ANCHORAGE - Jurors in the corruption trial of former Alaska state Rep. Vic Kohring on Wednesday heard their first reference to money passing to the veteran lawmaker.
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In a secret video recording made March 4, 2006, in a Juneau hotel room rented by VECO Corp., an oil field services company, CEO Bill Allen makes a passing reference to handing cash to Kohring.
"I gave him a thousand," Allen tells company Vice President Rick Smith.
Allen and Smith pleaded guilty in May to bribing Alaska lawmakers and are cooperating with federal prosecutors.
During the trial last month of former state Rep. Pete Kott, R-Eagle River, Allen testified he made illegal payments to Kohring, Kott and former state Senate President Ben Stevens, the son of U.S. Sen. Ted Stevens, R-Alaska. Allen also testified he sent VECO employees to work on the renovation of the elder Stevens' home in Girdwood.
Ted Stevens has said he paid every bill he received and has denied any wrongdoing. Neither Ted Stevens nor Ben Stevens have been charged.
The comment by Allen played Wednesday was part of an animated discussion in which the two executives state the urgency of the Alaska Legislature passing a revised oil tax. That legislation was a focus of the 2006 legislative session and was considered a gateway bill that would lead to construction of a natural gas pipeline stretching from Alaska's North Slope to customers in the Midwest.
Smith says on the recording that they may have to "get dirty" to make sure the bill passed. In profanity-laced remarks, Allen says, "We have to produce" and, "Our clients have to know what we're doing."
VECO's business included building, repairing and maintaining facilities for Alaska's three major oil companies, ExxonMobil, BP and ConocoPhillips, the companies with whom former Gov. Frank Murkowski was negotiating for construction of a natural gas pipeline.
VECO's actions to see the legislation passed are at the heart of the government's trial against three former lawmakers, including Kohring.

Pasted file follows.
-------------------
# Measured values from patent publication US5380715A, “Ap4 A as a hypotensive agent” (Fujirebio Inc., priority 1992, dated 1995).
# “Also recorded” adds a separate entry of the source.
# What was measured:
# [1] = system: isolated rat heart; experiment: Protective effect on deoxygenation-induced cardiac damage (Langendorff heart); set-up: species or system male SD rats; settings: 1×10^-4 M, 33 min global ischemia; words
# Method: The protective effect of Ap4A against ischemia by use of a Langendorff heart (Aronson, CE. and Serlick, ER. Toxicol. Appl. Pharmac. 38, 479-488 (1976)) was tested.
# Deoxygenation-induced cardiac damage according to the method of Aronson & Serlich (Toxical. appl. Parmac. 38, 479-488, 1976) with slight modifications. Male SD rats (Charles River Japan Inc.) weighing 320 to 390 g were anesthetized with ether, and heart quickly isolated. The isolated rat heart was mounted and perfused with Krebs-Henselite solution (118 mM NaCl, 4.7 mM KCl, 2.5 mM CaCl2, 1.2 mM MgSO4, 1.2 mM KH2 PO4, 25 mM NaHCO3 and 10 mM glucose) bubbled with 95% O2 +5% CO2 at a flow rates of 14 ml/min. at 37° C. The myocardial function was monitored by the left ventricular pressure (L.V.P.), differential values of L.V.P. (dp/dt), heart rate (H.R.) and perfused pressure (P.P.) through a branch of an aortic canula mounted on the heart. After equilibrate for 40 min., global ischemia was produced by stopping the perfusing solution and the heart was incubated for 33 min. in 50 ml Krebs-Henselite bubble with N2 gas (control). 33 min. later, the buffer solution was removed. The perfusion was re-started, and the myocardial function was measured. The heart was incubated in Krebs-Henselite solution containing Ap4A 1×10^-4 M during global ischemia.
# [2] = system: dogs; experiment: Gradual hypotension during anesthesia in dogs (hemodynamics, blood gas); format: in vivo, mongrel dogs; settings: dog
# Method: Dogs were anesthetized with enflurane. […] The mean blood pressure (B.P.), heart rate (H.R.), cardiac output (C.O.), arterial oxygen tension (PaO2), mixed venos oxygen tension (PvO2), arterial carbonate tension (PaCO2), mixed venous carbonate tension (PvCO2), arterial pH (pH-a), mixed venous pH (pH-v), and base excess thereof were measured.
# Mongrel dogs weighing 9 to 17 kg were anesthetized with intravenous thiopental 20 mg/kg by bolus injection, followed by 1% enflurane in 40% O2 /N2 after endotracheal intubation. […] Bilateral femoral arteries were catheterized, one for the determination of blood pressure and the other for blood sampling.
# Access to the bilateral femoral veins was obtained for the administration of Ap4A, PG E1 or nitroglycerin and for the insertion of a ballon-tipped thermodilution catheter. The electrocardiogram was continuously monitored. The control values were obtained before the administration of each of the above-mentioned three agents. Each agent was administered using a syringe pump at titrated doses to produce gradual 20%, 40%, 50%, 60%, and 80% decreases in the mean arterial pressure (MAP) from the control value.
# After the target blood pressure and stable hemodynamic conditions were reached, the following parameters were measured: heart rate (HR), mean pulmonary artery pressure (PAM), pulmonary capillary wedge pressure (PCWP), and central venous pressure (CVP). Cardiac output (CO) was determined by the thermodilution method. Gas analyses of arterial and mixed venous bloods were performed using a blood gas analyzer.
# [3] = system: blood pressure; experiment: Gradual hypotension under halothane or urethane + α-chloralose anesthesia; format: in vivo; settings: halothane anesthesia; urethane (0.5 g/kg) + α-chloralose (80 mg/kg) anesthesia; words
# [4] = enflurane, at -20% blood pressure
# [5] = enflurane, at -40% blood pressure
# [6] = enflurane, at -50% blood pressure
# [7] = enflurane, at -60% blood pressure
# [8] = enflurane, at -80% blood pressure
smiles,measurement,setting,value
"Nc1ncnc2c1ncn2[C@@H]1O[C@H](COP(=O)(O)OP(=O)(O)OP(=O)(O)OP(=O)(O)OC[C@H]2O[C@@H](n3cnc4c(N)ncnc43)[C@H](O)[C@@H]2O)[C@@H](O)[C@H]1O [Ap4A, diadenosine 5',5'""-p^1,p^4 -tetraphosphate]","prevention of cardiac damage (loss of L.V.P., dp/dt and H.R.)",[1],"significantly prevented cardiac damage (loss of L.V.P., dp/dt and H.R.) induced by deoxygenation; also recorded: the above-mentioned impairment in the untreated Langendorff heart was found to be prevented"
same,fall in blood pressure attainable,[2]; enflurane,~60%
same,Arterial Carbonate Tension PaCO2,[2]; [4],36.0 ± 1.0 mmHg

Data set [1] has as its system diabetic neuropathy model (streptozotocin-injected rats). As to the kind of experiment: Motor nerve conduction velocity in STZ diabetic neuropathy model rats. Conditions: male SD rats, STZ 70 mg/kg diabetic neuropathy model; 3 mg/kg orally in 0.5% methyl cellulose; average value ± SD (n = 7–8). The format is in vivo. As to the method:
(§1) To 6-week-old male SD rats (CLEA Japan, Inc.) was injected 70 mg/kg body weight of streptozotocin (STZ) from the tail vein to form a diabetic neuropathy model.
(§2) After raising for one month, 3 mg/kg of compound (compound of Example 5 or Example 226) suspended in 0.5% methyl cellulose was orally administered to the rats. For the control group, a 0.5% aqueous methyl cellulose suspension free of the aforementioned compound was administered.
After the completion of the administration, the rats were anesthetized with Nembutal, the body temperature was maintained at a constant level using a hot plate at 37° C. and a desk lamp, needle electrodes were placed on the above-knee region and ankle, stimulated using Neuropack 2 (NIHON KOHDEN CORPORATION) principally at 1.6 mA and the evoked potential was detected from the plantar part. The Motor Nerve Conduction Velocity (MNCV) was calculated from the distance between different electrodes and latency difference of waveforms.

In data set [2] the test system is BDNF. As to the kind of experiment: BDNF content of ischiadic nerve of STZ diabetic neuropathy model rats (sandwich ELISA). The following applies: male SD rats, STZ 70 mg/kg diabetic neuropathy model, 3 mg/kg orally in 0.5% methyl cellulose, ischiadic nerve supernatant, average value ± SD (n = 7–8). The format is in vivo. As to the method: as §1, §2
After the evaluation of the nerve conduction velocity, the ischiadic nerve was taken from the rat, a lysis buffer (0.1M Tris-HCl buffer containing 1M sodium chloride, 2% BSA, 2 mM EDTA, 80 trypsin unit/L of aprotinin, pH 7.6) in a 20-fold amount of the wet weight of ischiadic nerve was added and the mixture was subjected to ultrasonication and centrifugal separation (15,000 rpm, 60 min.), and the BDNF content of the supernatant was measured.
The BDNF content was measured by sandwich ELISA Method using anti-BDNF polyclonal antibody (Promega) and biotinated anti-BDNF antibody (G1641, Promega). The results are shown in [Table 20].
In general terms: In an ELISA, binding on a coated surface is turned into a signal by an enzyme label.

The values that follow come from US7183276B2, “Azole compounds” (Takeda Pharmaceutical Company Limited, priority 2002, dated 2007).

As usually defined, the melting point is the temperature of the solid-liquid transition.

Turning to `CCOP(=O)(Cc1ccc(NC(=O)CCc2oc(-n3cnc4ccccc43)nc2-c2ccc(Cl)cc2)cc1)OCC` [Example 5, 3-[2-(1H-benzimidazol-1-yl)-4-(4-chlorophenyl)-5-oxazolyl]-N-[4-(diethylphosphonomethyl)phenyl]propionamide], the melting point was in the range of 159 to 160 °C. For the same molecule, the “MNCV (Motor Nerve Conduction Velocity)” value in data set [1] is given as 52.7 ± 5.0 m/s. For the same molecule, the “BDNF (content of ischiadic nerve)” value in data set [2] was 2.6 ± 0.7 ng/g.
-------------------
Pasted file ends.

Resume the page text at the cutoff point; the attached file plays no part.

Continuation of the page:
Kohring, a seven-term state representative from Wasilla, is accused of demanding and accepting at least $2,600 from the VECO officials in exchange for his support on pipeline legislation.
Prosecutors also contend he solicited a job from VECO for his nephew and that he sought $17,000 to pay off a credit card bill.
Kohring denies the charges. His attorney, John Henry Browne, said Kohring accepted money as a gift from Allen, a close friend, but that Kohring's conduct in office was not affected. Kohring, in fact, voted against the legislation sought by VECO because it contained a tax increase, Browne said Tuesday in his opening statement.
VECO would have been in line to bid on hundreds of millions in contracts if the a natural gas pipeline was built or if revised oil tax legislation led to new investment by major petroleum companies.
Jurors must decide if Kohring received a payoff from company officials or was merely working closely with them for a project they believed would be good for the economy of the entire state.
Prosecutors Wednesday presented a steady stream of FBI agents and employees testifying how they monitored calls Kohring made to Smith between January and April 2006.
The half-dozen or so calls played Wednesday - all initiated by Kohring to Smith - revealed him thanking the VECO executives for their support.
Kohring repeatedly restated his well-known anti-tax and pro-development stand and how he could not support a higher oil tax. But he also pledged to assist in pushing for Murkowski's oil tax revision, as desired by VECO, as a condition for major petroleum companies to get on board with a natural gas pipeline.
Kohring also said he was willing to lobby for VECO's cause and provide company officials with useful information.
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